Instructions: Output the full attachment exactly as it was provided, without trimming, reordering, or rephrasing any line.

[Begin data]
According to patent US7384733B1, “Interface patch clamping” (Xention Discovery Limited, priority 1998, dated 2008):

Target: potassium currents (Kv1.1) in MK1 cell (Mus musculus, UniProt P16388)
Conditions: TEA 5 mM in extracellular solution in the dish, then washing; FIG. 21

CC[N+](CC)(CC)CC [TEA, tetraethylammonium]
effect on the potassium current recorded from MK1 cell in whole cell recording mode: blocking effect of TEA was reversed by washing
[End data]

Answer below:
According to patent US7384733B1, “Interface patch clamping” (Xention Discovery Limited, priority 1998, dated 2008):

Target: potassium currents (Kv1.1) in MK1 cell (Mus musculus, UniProt P16388)
Conditions: TEA 5 mM in extracellular solution in the dish, then washing; FIG. 21

CC[N+](CC)(CC)CC [TEA, tetraethylammonium]
effect on the potassium current recorded from MK1 cell in whole cell recording mode: blocking effect of TEA was reversed by washing